18/4
    25/2.8
    60/2.8 makro
    135/2.8
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  4. #4614  
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    Scarlet W +

    23mm 2.0
    50mm 1.4
    85mm 1.4

    all MMJ, without color correction ... out of cam in








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  5. #4615  
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    I’m looking to buy a 28mm f2 Hollywood if anyone has a lead on one. I’d love for it to be already Cine-modded but it doesn’t have to be
    JAKE WILGANOWSKI
    Director of Photography / Filmmaker
    CINE-AUTOMATIC.COM
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  6. #4616  
    Senior Member Aaron Lochert's Avatar
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    Quote Originally Posted by Jake Wilganowski View Post
    I’m looking to buy a 28mm f2 Hollywood if anyone has a lead on one. I’d love for it to be already Cine-modded but it doesn’t have to be
    Was about the post the same. So let's hope there's two out there. :)
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  7. #4617  
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    For the 28mm f2 Hollywood, check ebay. Several available in AEG and MMJ, one PL Kimcamera rehoused.
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  8. #4618  
    Hello guys. By now, I’m pretty sure you know me for my passion for Contax Zeiss lenses. Especially, my pursuit for quantifying and demystifying various factors about these lenses, in an effort to allow myself and other people making more informed choices and purchases. This time, I’m offering you two very important tables which I carefully compiled, showing the different batches for each lens model, where and when they were created. The importance of this, is not just to identify some oddities in the production of these lenses but also to allow people having an overall idea of what’s out there, so they can hunt more specifically and make cine sets that match better. One can extrapolate for example some good serial ranges that are great for making a set, like the 58~61 range or the 70~74 range and so on.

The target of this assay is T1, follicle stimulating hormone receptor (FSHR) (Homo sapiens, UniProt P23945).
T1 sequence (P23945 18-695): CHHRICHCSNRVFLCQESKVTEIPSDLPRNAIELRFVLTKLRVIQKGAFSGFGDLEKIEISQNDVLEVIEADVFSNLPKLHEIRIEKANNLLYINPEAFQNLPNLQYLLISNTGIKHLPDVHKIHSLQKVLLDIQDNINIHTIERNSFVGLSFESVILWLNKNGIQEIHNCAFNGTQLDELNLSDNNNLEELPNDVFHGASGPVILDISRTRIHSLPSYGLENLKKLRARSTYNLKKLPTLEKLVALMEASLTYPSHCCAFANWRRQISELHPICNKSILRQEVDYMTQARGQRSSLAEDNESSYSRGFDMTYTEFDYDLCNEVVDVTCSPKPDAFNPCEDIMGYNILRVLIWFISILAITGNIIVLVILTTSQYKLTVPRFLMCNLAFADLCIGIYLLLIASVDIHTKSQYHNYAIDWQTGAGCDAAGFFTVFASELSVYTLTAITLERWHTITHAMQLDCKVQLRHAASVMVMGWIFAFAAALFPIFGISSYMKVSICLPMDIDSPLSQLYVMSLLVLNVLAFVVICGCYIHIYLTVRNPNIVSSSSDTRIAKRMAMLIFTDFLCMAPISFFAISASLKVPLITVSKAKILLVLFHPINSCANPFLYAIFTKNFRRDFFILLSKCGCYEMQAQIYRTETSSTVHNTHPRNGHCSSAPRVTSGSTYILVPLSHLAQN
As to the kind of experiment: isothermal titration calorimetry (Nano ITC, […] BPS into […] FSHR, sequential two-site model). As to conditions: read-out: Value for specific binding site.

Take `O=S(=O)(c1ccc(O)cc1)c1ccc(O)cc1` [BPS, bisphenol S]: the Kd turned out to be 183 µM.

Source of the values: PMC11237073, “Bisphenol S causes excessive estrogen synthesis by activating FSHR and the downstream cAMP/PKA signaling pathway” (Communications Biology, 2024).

In order to compile these tables I have done quite a lot of research, reading and cross checking user experiences and extensive testing using more than 50 Contax Zeiss lenses that passed through my hands the past few years. The “source” for this information, exists all over the internet, in the thousands of replies in the Contax Survival Guide, reviews, blogs, photos, and of course my own and this community’s experiences. The point of this table is to become the “source”, so people won’t have to spend years of their lives to understand these lenses and make the right choices the first time.

    While for some other systems things are a little more obvious as the manufacturer offers details about differences between the serials and manufacture dates, this is not the case with Zeiss. The serials are exactly what the name implies: a unique series that increases everytime a new lens is made – of course in batches. The table contains the two first digits of the lenses serial. That does not only include these C/Y lenses. At the same time, Zeiss was making cine lenses for ARRI, Rollei lenses, Hasselblad lenses etc. Later Contax 645, Contax G and Contax N lenses were introduced as well. All those different lenses make use of the same serial line. The digits of the serials do NOT contain the manufacturing year. I’m saying this because I’ve heard it a couple of times here and there. The year of manufacturing in general has been a big puzzle but thanks to some deductive reasoning, some lenses that had their manufacturing year written inside and a serial checking tool for Hasselblad lenses, I’m happy to provide you with the actual manufacturing dates for all these Contax lenses. Of course, it’s rough and it’s not like each year, January 1st, a new serial begins; it’s rather the average, meaning most of those lenses with those serials were manufactured that year.